Interior Kitchen & Dining Cabinets

How To: Restore Cabinet Finishes

painted and stained kitchen cabinets

Photo: goeltom Photo:

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Your kitchen gets a lot of use. So it doesn’t take long to begin seeing signs of wear and tear on wood cabinets. Soon you may decide that some changes or updates are needed. And sometimes the simplest remedies are the best—and the most budget-friendly, too.

If your stained or painted kitchen cabinets are in need of a facelift, you can give them a fresh new appearance with only a minimal investment in tools and materials.

Restoring Cabinets with Stain

If your stained cabinets are still serviceable but have worn-out surfaces, or if you decide on a different look, then applying a new stain is easy.

  • If you like a darker tone: First clean your cabinets with a mix of TSP and water. Once they’re dry, sand the cabinets lightly and use a tack cloth to remove dust. Then apply a polyurethane varnish (tinted to whatever tone you find appealing). This varnish-stain combo is likely to do the job in one application.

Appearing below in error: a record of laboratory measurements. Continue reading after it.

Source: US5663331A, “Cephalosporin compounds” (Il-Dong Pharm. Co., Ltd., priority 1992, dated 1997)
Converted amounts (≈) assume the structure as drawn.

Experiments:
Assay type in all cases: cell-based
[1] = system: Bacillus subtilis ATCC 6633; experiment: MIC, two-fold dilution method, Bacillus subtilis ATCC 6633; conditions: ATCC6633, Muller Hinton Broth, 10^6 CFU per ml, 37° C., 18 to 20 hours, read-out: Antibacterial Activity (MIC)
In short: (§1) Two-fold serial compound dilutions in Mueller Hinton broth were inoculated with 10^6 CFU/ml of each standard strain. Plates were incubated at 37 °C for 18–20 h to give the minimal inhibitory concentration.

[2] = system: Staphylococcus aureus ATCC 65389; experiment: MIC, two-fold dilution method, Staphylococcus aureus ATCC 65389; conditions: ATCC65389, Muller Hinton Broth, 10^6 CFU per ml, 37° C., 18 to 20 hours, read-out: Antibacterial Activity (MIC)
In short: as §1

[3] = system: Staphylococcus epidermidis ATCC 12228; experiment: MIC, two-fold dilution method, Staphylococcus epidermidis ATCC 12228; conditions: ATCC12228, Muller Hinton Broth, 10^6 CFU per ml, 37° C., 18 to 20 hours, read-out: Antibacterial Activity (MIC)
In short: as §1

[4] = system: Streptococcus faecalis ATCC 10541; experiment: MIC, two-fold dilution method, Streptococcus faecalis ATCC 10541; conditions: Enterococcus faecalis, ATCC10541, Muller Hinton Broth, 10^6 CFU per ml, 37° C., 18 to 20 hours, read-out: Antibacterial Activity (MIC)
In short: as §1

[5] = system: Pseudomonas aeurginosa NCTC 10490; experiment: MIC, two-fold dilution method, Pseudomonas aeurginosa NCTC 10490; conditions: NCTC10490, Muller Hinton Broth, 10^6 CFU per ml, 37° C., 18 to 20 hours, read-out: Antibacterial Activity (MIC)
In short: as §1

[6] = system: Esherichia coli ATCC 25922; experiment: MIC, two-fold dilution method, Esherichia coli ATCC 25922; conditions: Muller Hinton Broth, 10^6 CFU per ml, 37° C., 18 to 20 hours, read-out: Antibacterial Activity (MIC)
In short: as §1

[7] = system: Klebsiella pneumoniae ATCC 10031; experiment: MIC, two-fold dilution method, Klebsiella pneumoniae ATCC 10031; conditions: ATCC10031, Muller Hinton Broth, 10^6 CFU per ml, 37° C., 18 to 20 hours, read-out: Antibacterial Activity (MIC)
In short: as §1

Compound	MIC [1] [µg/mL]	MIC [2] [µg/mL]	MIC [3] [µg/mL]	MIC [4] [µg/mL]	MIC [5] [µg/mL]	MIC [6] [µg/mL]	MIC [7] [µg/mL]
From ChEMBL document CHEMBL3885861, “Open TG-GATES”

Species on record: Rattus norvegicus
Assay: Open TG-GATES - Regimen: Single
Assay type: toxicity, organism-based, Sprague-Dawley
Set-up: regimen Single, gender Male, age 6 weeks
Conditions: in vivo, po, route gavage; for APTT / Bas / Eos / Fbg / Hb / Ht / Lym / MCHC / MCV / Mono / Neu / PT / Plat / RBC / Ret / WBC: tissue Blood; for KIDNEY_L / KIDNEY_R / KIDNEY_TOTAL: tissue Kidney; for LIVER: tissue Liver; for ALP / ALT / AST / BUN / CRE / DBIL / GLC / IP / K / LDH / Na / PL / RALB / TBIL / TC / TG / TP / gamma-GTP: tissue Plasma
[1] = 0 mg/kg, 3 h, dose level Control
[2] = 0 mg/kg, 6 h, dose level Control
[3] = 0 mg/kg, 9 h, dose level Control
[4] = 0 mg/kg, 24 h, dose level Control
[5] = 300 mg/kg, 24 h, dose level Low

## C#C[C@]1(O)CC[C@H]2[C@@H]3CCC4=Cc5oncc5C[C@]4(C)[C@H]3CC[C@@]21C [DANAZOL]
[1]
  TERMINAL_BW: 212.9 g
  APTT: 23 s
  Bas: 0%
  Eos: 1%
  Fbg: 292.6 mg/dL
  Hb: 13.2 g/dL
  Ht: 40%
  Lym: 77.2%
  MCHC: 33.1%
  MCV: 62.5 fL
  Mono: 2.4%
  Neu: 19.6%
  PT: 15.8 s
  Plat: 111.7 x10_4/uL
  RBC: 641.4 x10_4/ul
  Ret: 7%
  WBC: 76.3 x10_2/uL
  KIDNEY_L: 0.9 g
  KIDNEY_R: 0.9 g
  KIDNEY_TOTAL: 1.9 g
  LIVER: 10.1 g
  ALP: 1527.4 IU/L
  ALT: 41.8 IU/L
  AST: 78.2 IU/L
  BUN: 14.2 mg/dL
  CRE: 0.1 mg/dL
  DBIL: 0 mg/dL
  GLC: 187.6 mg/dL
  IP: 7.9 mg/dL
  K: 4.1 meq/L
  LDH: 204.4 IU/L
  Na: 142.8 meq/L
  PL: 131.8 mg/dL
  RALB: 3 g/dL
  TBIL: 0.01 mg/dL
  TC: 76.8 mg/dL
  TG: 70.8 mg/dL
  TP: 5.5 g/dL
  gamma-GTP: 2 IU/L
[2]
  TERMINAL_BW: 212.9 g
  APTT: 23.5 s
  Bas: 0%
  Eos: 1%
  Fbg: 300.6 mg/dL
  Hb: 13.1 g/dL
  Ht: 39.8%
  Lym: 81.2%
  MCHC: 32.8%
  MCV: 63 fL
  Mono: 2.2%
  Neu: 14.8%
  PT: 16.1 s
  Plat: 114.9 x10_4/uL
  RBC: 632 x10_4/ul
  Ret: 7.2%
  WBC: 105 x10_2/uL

• If you like a lighter tone: Remove as much of the old stain as possible with paint remover or, if necessary, chlorine bleach (or an aggressive stripper). Opt for elbow grease and a scraper if your cabinet doors feature crevices or contours. Before sanding to create a smooth surface, take the opportunity to apply wood filler to any dents, cracks, or deep scratches. After applying the stain you’ve selected, let it dry before adding a coat of protective wood sealer. Rub surfaces dry with 000 steel wool and clean with a tack cloth.
staining wood with the grain

Restoring Cabinets with Paint

Just as you can restore cabinets with stain finishes that have tired out, you can also restore cabinets whose painted surfaces have seen better days.

  1. Remove as much of the old finish as possible with a paint stripper. Then use a sharp scraper, where needed, to remove all traces of the old finish.
  2. Next, use wood filler to repair any dents, scratches, or other forms of surface damage.
  3. When newly smoothed surfaces are dry, finish off with sandpaper—100 grit, then 180 grit, and finally, 220-grit.
  4. Paint in whatever color you like; before applying sealer, clean surfaces with a tack cloth.
  5. When the sealer dries, rub surfaces lightly with 000 steel wool and use tack cloth to remove residual dust.